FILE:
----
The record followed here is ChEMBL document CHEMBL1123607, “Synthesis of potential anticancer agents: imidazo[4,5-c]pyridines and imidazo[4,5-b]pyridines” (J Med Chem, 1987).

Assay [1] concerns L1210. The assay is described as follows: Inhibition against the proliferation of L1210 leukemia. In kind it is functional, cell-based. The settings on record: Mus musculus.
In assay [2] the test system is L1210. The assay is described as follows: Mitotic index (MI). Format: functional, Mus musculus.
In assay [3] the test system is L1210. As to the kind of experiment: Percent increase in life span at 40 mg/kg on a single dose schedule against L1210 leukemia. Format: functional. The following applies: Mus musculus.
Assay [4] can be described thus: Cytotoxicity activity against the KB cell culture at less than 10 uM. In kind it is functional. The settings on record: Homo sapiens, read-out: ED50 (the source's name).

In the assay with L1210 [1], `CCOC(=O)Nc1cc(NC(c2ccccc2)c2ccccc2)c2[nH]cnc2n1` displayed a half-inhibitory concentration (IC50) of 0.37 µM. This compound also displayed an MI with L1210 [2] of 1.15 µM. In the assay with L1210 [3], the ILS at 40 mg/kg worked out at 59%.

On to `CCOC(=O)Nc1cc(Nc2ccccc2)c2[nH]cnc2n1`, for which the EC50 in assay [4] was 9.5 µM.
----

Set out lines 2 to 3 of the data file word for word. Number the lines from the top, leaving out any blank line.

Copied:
Assay [1] concerns L1210. The assay is described as follows: Inhibition against the proliferation of L1210 leukemia. In kind it is functional, cell-based. The settings on record: Mus musculus.
In assay [2] the test system is L1210. The assay is described as follows: Mitotic index (MI). Format: functional, Mus musculus.